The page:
Like many natural landscapes in Iceland, the black beach of Reynisfjara also has dark folklore associated with it. According to Icelandic legends, the rocky basalt piles were once used by trolls to pull sailing ships ashore at night and turn them into stone at sunrise.
Landmannalaugar is located in the Fjallabak Nature Reserve in Iceland’s inland highlands and is famous for its scenic hiking trails. Located on the edge of the lava field, the flat and easily traversed area is also known for its natural hot springs. Popular hikes include short hikes through lava fields and climbing nearby Blahnjukur Mt. Blahnjukur, a rhyolite mountain range that straddles the gravel plain of Landmannalaugar. Tour companies regularly visit the area for day trips during peak seasons, and also provide basic accommodation for overnight stays at the location.
The magnificent Gullfoss Waterfall is located about 90 minutes’ drive west of Reykjavik. The Hvítá River flows into the gorge, forming three levels of terraces, forming a powerful torrent. Gullfoss consists of two cascades; the upper level has a drop of 11 meters and the lower level has a drop of about 21 meters.
Water flows through the Golden Falls at an average speed of 109 cubic meters per second, although the recorded flood speed is almost 20 times astonishing. One caveat: There are no railings or obstacles, just enjoy the excitement of the surrounding environment in nature.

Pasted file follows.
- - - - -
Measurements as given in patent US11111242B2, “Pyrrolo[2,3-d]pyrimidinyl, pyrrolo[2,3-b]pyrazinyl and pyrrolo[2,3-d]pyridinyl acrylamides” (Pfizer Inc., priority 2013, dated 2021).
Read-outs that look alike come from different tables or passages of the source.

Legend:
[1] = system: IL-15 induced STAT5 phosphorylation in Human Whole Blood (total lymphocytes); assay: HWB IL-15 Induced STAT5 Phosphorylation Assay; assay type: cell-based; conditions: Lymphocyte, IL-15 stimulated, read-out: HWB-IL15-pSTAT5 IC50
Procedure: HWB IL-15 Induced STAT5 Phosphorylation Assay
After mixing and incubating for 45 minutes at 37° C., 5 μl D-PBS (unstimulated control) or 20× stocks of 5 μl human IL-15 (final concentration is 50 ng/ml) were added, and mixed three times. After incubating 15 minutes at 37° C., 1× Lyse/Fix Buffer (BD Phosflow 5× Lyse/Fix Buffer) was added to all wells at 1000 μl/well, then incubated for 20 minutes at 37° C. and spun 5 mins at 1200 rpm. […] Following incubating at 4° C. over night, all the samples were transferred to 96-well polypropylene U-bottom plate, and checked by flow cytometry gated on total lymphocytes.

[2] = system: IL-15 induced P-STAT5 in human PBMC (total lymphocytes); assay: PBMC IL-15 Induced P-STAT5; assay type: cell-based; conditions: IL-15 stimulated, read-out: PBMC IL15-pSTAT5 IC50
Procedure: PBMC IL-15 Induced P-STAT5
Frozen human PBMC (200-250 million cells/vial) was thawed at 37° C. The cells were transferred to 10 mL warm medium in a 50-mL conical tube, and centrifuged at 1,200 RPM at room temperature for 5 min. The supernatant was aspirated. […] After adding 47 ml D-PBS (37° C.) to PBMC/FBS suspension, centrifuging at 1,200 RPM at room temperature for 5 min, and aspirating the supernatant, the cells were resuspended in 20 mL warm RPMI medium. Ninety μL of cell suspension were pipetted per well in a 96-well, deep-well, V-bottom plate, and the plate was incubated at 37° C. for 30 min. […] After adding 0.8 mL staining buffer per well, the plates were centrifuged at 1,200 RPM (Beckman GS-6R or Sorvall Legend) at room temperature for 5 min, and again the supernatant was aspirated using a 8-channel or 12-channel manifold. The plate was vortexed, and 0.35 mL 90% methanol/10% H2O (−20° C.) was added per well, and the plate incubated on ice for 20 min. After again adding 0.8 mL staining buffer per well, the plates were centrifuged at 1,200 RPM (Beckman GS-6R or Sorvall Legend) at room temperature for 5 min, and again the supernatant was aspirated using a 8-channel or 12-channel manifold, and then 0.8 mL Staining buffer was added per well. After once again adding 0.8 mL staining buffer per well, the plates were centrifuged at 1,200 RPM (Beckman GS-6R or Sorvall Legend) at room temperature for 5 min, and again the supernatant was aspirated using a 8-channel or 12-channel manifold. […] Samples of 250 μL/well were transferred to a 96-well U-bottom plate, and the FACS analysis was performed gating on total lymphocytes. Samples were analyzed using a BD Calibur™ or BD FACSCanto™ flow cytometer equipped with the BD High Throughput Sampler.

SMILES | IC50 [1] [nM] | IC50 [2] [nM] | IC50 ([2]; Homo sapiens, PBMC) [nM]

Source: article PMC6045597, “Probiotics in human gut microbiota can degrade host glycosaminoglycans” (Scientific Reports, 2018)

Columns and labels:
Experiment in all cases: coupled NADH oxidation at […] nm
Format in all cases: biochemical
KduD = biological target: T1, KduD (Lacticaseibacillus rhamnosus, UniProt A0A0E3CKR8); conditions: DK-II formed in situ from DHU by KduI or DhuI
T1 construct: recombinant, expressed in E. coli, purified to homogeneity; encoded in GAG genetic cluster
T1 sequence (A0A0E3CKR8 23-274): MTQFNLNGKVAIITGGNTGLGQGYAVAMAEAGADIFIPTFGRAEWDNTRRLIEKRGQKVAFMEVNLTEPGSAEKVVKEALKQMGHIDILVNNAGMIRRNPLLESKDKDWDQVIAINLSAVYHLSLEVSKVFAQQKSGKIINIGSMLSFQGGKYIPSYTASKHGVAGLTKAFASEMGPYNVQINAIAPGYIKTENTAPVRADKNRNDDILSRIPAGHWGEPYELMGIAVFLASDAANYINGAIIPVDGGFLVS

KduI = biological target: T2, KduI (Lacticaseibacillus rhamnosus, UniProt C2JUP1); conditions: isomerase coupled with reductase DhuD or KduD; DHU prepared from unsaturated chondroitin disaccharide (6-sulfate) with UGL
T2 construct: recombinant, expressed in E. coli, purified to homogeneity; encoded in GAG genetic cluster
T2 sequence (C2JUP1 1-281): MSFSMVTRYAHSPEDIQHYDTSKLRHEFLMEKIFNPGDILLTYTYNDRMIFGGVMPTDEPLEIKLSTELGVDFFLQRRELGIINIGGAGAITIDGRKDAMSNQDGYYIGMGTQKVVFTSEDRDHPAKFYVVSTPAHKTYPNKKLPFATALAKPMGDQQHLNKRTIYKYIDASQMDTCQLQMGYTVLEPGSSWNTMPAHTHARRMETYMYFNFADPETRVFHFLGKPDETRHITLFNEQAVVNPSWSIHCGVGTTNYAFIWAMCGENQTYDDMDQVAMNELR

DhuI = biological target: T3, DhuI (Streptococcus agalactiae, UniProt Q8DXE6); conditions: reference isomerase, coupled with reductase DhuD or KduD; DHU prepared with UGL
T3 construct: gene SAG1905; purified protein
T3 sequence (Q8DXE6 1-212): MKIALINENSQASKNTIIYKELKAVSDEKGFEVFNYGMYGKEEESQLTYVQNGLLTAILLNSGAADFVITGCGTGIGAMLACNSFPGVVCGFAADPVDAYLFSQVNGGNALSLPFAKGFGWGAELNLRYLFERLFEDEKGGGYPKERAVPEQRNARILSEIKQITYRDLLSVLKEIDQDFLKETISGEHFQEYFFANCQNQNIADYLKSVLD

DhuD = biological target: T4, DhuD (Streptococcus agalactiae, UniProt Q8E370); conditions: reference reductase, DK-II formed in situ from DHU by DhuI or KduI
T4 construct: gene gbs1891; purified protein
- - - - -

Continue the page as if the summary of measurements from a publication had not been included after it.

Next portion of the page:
Dettifoss is located in the northern part of Vatnajökull National Park and is indeed an amazing example of the raw power of nature. The waterfall is 45 meters high and 100 meters wide. It is said to be the most powerful waterfall in Europe.
Generally speaking, it is best to be close to the east side of the Jegulsa River, where the roads are better. Along the simple path of Dettifoss, Selfoss is a smaller waterfall, about 1 km upstream, with a drop of about 10 meters. Below Dettifoss, Hafragilsfoss falls from a height of 27 meters into a steep gorge. Driving to Hafragilsfoss is preferable to walking.
Husavik, a small fishing village located in a sheltered bay in northern Iceland, is quickly gaining a reputation as one of the best whale watching locations in Europe. The most common species found on cruise ships include minke, humpback and blue whales, as well as white-beaked dolphins and harbor porpoises. The Husavik Whale Museum exhibits several life-size skeletons, provides a lot of information about whales, and records the history of whaling in Iceland. Husavikurkirkja’s beautiful wooden church was built in 1907 and is also worth a visit.
Hornstrandir Nature Reserve
When it comes to admiring the natural beauty of Iceland, no area can match the unspoilt wilderness of the Hornstrandir Nature Reserve in the Westfjords. Although the rugged terrain of rugged mountains and steep sea cliffs does bring challenges, Hornstrandir is an ideal place for nature-loving adventurers. However, since there are no shops or services in the reserve, hikers need to be prepared for any emergencies. The top destination for hikers is Hornbjarg, a towering sea cliff at the northernmost end of the reserve. In summer, guide services are provided, allowing you to enjoy this world-class experience in a relatively safe and relaxing environment.